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Related to Earth's rotation?

If I launch i spaceship straight up in the atmosphere from Canada, will in say 8 hours, it will be in a different country? This is because the earth rotates, so straight up from Canada would soon be straight up from Europe?

3 Answers

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  • 1 decade ago
    Favorite Answer

    I think that we should first isolate the system to study, it would be the earth, the rocket and the atmosphere.

    Assumption: The rotation of the earth around the sun is neglected for our system. the 8 hrs is almost nothing in

    comparison with 360 days (a lap).

    So we have:

    w, the angular velocity that the earth moves, it is roughly,

    w = 7.3 *10^(-5) rad/sec

    s(t), the distance that it takes every time t,

    h(t), the perpendicular height of the rocket from

    the surface.

    a_rocket, acceleration of the rocket,

    v_rocket(t), velocity of the rocket at time t,

    v_earth, velocity of the earth,

    v_earth = 465.1 m/sec

    Then for the earth,

    s(t) = v_earth / w = 465.1 / (7.3 *10^(-5))

    = 6,371* 10^3 km

    And for the rocket,

    h(t) = a_rocket * t^2 / 2 + t * v_rocket(t)

    8/24 = 4/12 = 2/6 = 1/3

    By going on with the rotation of the earth,

    The Latitude will be considered like constant and

    the longitude variable, so

    the 8 hours over 24 hrs, a day is one-third,

    8/24 = 4/12 = 2/6 = 1/3

    For a total of 180 degrees longitude

    the third part is 60 degrees.

    Say, if the rocket is launched at Montréal at 0h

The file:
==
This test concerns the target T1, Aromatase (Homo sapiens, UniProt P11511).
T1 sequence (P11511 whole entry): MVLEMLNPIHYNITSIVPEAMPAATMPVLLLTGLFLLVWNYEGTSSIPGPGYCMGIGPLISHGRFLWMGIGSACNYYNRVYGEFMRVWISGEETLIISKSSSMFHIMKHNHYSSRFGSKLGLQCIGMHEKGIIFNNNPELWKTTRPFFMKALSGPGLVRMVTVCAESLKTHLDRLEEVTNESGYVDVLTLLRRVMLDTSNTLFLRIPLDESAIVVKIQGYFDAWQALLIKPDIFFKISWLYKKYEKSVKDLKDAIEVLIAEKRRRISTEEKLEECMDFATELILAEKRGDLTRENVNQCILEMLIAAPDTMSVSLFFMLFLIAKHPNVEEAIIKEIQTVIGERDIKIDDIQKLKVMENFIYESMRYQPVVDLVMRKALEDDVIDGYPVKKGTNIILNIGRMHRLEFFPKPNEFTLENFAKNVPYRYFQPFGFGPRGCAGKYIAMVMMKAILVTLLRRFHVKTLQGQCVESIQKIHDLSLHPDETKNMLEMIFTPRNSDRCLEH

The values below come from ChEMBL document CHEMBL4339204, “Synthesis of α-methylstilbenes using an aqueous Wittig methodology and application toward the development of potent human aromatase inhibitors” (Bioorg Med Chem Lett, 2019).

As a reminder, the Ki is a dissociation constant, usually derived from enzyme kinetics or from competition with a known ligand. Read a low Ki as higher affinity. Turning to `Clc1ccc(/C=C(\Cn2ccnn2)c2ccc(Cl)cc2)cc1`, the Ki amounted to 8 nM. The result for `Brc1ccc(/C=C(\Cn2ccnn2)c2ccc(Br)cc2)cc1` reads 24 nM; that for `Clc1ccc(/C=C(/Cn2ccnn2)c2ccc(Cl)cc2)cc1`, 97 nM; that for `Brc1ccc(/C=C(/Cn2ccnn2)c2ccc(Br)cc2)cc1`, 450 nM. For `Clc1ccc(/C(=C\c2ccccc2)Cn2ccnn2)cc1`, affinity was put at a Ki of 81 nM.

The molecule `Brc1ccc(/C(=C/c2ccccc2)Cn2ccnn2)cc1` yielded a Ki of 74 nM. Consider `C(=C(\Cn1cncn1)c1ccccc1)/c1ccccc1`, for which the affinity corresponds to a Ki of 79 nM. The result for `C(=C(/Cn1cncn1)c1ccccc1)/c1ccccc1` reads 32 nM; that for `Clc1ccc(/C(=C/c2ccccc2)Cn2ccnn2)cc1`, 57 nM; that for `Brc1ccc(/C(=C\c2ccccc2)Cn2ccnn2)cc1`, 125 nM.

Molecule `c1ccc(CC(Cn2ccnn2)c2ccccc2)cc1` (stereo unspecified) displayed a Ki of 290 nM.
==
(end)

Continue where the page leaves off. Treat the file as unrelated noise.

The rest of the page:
then at 8h the position of the earth will turned

    So Montréal is at: 45° 28' N 73° 45' W

    Then 73° + 90° - 2*(60°)= 43°

    Then the place to see would be:

    45° 28' N 43° 45' W

    It is somewhere around in the former Soviet Union,

    at Don Astrakhan between the Black Sea and

    the Caspian Sea.

    About the height of the rocket or spaceship will

    depend on its acceleration and velocity at time t.

    Hope it helps some.

  • gp4rts
    Lv 7
    1 decade ago

    When the space ship lifts off, it retains it's angular momentum with respect to the center of rotation of the earth. That value is given by r x p (vector cross-product of radius from the center and it's linear momentum perpendicular to that radius). As the ship rises, r increases, and therefore p must decrease; p = m*vp. The mass is constant (ignoring fuel consumption) so vp (the perpendicular component of v with respect to r) must decrease. The earth surface velocity does not change, so there will be a different country under the rocket after a while.

  • 1 decade ago

    It would make sense that your thinking is right, but to complicate your questions even more, what role does the earth's revolving take in a launch to begin with? If you notice a lauch doesn't go straight up it goes horizontally slanted.

    Edited.

    the first answer wasn't there when I started typing mine. LOL

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